Bernanke says US job growth too low

US unemployment remains too high for comfort despite the economy showing signs of strengthening recovery, Federal Reserve chairman Ben Bernanke has said.

In testimony to the US House of Representatives’ Budget Committee that largely echoed a speech he delivered last week, Bernanke also warned about the dangers of unsustainable budget deficits.

But his commitment to continuing the Fed’s programme of quantitative easing has cheered market traders.

Bernanke cited a number of encouraging hints from the labour market, including a drop in the jobless rate to nine per cent in January from 9.8 per cent in November – the biggest two-month drop since 1958.

At the same time, Bernanke expressed concern at the still-anaemic pace of hiring.

"The job market has improved only slowly," he said, noting the economy had only made up just over one million of the more than eight million jobs lost during the deepest recession in generations.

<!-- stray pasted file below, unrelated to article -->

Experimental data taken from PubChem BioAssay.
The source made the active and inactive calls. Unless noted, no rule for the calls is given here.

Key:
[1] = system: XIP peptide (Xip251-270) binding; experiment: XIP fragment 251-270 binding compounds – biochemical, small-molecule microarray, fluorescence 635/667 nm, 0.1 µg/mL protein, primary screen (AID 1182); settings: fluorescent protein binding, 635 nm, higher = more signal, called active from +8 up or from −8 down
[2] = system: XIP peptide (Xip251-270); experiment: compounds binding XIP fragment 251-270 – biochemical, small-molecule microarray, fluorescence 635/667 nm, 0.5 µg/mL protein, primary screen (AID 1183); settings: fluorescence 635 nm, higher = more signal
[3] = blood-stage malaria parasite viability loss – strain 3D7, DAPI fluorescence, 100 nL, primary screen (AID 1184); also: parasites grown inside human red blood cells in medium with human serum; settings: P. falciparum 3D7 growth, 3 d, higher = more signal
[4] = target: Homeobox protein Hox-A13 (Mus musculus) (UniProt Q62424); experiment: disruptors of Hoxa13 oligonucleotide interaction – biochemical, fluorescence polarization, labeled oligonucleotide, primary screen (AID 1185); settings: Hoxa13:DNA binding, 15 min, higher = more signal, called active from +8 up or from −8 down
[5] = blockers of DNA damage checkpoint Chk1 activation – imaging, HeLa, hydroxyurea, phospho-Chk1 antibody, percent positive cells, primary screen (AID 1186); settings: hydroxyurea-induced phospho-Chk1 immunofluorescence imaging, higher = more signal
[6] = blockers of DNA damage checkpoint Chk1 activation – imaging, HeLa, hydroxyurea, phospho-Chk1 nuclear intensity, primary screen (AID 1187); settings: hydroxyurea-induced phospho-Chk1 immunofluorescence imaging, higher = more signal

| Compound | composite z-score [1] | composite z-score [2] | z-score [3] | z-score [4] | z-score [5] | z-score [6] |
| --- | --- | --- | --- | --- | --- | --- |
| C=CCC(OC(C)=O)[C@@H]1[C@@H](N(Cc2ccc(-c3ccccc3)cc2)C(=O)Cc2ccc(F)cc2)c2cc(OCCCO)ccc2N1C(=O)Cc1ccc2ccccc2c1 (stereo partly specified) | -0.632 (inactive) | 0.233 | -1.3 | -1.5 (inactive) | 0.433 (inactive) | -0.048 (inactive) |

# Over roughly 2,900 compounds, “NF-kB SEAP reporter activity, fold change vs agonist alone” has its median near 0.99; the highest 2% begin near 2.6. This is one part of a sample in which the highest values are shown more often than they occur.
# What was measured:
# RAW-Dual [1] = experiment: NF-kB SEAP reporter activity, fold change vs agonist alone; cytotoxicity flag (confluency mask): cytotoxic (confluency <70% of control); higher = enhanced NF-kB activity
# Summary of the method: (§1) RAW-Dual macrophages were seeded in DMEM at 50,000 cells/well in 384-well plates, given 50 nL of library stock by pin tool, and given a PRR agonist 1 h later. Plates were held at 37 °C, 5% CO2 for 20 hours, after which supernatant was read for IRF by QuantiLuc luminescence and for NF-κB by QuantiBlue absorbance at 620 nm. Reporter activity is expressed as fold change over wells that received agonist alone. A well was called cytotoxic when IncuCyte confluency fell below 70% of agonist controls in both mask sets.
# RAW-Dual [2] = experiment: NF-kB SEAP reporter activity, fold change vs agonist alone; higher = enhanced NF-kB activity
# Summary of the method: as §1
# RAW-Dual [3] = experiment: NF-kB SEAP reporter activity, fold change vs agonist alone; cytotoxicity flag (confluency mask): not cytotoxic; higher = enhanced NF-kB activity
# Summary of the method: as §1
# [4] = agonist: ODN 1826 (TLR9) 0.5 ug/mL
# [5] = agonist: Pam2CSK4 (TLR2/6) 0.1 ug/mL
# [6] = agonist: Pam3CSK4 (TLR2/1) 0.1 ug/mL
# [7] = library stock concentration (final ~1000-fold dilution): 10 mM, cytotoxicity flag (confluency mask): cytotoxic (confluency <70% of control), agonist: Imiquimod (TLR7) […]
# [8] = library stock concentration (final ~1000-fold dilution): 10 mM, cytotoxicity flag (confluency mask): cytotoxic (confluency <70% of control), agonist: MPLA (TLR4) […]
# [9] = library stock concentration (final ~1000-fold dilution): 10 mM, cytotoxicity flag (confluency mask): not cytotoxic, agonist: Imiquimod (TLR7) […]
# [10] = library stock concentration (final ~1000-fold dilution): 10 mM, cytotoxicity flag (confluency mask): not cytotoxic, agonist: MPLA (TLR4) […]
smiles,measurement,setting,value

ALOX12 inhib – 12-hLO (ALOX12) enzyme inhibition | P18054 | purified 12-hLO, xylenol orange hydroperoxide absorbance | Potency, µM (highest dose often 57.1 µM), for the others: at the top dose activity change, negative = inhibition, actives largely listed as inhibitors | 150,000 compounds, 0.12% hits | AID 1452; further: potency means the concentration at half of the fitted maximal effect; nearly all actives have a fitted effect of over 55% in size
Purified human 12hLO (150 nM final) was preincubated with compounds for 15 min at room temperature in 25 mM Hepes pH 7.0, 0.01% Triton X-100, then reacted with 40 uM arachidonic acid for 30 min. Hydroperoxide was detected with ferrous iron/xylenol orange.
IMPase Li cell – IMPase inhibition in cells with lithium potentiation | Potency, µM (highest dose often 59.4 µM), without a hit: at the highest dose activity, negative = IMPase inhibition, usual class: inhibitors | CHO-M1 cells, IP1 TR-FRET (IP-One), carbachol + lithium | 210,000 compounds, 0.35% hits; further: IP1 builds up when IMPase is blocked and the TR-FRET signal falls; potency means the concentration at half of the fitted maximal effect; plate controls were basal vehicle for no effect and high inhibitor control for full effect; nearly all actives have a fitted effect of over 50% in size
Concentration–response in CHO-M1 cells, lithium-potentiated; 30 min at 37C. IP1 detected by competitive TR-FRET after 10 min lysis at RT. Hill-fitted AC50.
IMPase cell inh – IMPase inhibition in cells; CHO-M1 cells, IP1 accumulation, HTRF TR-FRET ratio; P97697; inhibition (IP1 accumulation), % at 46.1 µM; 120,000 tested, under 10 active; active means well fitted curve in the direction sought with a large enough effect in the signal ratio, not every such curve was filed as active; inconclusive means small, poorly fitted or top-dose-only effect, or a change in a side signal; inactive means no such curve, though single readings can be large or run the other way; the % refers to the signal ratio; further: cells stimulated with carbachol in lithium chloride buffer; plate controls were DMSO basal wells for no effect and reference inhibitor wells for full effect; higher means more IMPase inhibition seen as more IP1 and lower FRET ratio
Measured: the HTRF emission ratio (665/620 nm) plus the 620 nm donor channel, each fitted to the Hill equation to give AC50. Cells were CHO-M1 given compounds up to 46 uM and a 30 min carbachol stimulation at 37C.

"This gain was barely sufficient to accommodate the inflow of recent graduates and other new entrants into the labour force and, therefore, not enough to significantly erode the wide margin of slack that remains in our labour market."

Bernanke said inflation remains quite low in the United States, a tough message to deliver amid headlines of rising food and commodity costs across the globe.

He also said expectations of future inflation had remained "stable," suggesting little worry a inflationary psychology was building despite rising gasoline costs.

"Inflation is expected to persist below the levels that Federal Reserve policymakers have judged to be consistent" with their mandate, Bernanke repeated.

Nick Serff, a market analyst at City Index, said traders were pleased to hear his continued support for the current QE2 programme.

“His belief that inflation was low has triggered dollar weakness and investors into buying sterling, which charged higher to $1.611 as a result. The sentiment from Bernanke has also lifted equities somewhat in the US and in wider Europe,” Serff said.